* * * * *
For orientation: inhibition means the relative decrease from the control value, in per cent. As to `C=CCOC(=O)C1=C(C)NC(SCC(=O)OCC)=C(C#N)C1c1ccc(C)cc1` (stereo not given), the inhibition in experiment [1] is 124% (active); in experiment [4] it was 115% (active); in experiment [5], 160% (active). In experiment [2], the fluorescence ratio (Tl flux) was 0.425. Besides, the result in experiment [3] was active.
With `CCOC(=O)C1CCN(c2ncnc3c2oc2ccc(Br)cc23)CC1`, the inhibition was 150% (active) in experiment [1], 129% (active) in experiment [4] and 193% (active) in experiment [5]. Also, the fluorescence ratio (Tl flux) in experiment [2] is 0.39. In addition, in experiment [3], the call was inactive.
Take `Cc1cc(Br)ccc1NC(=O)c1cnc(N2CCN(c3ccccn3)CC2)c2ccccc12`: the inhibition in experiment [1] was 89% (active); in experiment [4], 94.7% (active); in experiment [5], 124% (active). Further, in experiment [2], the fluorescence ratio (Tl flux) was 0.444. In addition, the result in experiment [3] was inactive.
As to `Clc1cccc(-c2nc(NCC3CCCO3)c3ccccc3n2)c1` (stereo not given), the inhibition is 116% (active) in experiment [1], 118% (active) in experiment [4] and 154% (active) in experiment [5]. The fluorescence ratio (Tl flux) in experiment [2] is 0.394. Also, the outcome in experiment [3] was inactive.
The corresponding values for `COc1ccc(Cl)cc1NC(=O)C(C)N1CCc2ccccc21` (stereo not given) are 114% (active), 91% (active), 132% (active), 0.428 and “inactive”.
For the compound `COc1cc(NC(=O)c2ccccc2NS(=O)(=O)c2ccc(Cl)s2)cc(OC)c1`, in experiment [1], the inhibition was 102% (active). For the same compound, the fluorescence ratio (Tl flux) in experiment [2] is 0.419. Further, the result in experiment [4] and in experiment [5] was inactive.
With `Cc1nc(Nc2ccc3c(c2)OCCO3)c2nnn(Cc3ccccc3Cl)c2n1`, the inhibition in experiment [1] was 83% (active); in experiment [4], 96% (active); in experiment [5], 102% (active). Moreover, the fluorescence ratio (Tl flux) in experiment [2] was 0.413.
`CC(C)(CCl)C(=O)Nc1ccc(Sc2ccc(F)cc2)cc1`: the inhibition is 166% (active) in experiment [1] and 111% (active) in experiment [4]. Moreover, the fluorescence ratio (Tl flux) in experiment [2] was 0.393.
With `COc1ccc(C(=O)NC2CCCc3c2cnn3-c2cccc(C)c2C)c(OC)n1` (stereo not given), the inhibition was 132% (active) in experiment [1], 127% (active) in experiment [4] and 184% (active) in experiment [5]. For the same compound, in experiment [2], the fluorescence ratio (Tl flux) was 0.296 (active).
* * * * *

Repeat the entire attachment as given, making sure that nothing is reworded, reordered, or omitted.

For orientation: inhibition means the relative decrease from the control value, in per cent. As to `C=CCOC(=O)C1=C(C)NC(SCC(=O)OCC)=C(C#N)C1c1ccc(C)cc1` (stereo not given), the inhibition in experiment [1] is 124% (active); in experiment [4] it was 115% (active); in experiment [5], 160% (active). In experiment [2], the fluorescence ratio (Tl flux) was 0.425. Besides, the result in experiment [3] was active.
With `CCOC(=O)C1CCN(c2ncnc3c2oc2ccc(Br)cc23)CC1`, the inhibition was 150% (active) in experiment [1], 129% (active) in experiment [4] and 193% (active) in experiment [5]. Also, the fluorescence ratio (Tl flux) in experiment [2] is 0.39. In addition, in experiment [3], the call was inactive.
Take `Cc1cc(Br)ccc1NC(=O)c1cnc(N2CCN(c3ccccn3)CC2)c2ccccc12`: the inhibition in experiment [1] was 89% (active); in experiment [4], 94.7% (active); in experiment [5], 124% (active). Further, in experiment [2], the fluorescence ratio (Tl flux) was 0.444. In addition, the result in experiment [3] was inactive.
As to `Clc1cccc(-c2nc(NCC3CCCO3)c3ccccc3n2)c1` (stereo not given), the inhibition is 116% (active) in experiment [1], 118% (active) in experiment [4] and 154% (active) in experiment [5]. The fluorescence ratio (Tl flux) in experiment [2] is 0.394. Also, the outcome in experiment [3] was inactive.
The corresponding values for `COc1ccc(Cl)cc1NC(=O)C(C)N1CCc2ccccc21` (stereo not given) are 114% (active), 91% (active), 132% (active), 0.428 and “inactive”.
For the compound `COc1cc(NC(=O)c2ccccc2NS(=O)(=O)c2ccc(Cl)s2)cc(OC)c1`, in experiment [1], the inhibition was 102% (active). For the same compound, the fluorescence ratio (Tl flux) in experiment [2] is 0.419. Further, the result in experiment [4] and in experiment [5] was inactive.
With `Cc1nc(Nc2ccc3c(c2)OCCO3)c2nnn(Cc3ccccc3Cl)c2n1`, the inhibition in experiment [1] was 83% (active); in experiment [4], 96% (active); in experiment [5], 102% (active). Moreover, the fluorescence ratio (Tl flux) in experiment [2] was 0.413.
`CC(C)(CCl)C(=O)Nc1ccc(Sc2ccc(F)cc2)cc1`: the inhibition is 166% (active) in experiment [1] and 111% (active) in experiment [4]. Moreover, the fluorescence ratio (Tl flux) in experiment [2] was 0.393.
With `COc1ccc(C(=O)NC2CCCc3c2cnn3-c2cccc(C)c2C)c(OC)n1` (stereo not given), the inhibition was 132% (active) in experiment [1], 127% (active) in experiment [4] and 184% (active) in experiment [5]. For the same compound, in experiment [2], the fluorescence ratio (Tl flux) was 0.296 (active).